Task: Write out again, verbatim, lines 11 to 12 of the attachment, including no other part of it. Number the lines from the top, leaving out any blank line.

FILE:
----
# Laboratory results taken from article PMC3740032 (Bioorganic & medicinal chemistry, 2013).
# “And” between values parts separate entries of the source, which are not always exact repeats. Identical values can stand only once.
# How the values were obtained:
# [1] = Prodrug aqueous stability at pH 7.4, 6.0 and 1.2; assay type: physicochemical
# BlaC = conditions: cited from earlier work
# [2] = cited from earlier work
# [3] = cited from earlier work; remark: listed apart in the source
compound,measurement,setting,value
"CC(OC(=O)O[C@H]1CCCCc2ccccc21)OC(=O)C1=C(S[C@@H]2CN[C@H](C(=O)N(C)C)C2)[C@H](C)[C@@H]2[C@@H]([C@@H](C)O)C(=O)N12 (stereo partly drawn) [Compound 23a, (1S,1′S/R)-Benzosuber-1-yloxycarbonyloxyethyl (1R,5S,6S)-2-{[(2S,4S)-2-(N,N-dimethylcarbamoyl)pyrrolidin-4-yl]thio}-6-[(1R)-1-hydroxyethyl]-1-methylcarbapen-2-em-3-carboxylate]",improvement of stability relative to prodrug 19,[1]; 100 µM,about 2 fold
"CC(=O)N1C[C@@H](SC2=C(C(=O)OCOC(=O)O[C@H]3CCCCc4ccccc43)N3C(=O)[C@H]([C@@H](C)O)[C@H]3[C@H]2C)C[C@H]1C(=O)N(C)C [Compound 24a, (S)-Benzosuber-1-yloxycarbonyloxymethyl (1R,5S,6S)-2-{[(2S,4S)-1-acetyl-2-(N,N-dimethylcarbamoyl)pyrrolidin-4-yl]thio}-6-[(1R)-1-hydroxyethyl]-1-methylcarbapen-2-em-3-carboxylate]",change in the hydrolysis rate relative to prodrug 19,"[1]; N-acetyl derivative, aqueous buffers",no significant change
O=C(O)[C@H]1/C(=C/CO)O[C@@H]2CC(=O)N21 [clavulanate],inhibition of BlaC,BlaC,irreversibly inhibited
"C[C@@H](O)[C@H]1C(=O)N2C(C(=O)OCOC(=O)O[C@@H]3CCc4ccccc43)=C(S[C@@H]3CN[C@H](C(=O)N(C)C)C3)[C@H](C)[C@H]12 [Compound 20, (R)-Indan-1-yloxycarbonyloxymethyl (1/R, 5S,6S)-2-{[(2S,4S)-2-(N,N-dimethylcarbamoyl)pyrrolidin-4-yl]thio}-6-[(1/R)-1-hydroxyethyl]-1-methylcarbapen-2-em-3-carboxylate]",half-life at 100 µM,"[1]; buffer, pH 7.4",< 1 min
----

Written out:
O=C(O)[C@H]1/C(=C/CO)O[C@@H]2CC(=O)N21 [clavulanate],inhibition of BlaC,BlaC,irreversibly inhibited
"C[C@@H](O)[C@H]1C(=O)N2C(C(=O)OCOC(=O)O[C@@H]3CCc4ccccc43)=C(S[C@@H]3CN[C@H](C(=O)N(C)C)C3)[C@H](C)[C@H]12 [Compound 20, (R)-Indan-1-yloxycarbonyloxymethyl (1/R, 5S,6S)-2-{[(2S,4S)-2-(N,N-dimethylcarbamoyl)pyrrolidin-4-yl]thio}-6-[(1/R)-1-hydroxyethyl]-1-methylcarbapen-2-em-3-carboxylate]",half-life at 100 µM,"[1]; buffer, pH 7.4",< 1 min